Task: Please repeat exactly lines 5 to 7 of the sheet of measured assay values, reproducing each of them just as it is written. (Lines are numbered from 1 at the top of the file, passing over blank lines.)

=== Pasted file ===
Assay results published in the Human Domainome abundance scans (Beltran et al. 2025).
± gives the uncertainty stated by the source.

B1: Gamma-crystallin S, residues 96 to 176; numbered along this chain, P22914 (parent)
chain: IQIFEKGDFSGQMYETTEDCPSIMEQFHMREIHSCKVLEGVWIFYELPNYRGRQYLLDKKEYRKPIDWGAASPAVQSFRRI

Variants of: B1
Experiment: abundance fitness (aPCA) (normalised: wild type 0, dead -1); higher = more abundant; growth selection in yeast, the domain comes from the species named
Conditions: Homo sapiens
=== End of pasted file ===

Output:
Variants of: B1
Experiment: abundance fitness (aPCA) (normalised: wild type 0, dead -1); higher = more abundant; growth selection in yeast, the domain comes from the species named
Conditions: Homo sapiens